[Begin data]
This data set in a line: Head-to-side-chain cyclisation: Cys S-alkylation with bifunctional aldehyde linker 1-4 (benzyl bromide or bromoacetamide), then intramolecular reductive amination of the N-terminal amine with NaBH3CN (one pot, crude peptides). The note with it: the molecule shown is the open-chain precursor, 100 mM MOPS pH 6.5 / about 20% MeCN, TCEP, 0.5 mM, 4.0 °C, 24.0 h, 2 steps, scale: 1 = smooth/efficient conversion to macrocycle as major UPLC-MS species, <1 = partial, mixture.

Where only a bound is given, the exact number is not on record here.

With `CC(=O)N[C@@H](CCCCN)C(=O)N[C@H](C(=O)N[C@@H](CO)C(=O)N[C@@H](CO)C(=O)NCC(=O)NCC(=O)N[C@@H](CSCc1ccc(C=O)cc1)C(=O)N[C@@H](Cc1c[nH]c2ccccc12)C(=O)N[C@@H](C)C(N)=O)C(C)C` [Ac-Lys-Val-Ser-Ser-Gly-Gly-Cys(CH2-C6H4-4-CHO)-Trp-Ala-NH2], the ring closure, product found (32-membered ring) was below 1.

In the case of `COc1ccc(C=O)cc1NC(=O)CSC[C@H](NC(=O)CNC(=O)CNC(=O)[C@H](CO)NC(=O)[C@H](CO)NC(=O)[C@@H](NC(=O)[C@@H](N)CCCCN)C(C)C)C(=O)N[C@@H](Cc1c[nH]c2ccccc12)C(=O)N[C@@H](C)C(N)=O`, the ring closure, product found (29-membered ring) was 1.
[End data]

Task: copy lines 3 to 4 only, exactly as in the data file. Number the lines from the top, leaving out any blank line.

With `CC(=O)N[C@@H](CCCCN)C(=O)N[C@H](C(=O)N[C@@H](CO)C(=O)N[C@@H](CO)C(=O)NCC(=O)NCC(=O)N[C@@H](CSCc1ccc(C=O)cc1)C(=O)N[C@@H](Cc1c[nH]c2ccccc12)C(=O)N[C@@H](C)C(N)=O)C(C)C` [Ac-Lys-Val-Ser-Ser-Gly-Gly-Cys(CH2-C6H4-4-CHO)-Trp-Ala-NH2], the ring closure, product found (32-membered ring) was below 1.

In the case of `COc1ccc(C=O)cc1NC(=O)CSC[C@H](NC(=O)CNC(=O)CNC(=O)[C@H](CO)NC(=O)[C@H](CO)NC(=O)[C@@H](NC(=O)[C@@H](N)CCCCN)C(C)C)C(=O)N[C@@H](Cc1c[nH]c2ccccc12)C(=O)N[C@@H](C)C(N)=O`, the ring closure, product found (29-membered ring) was 1.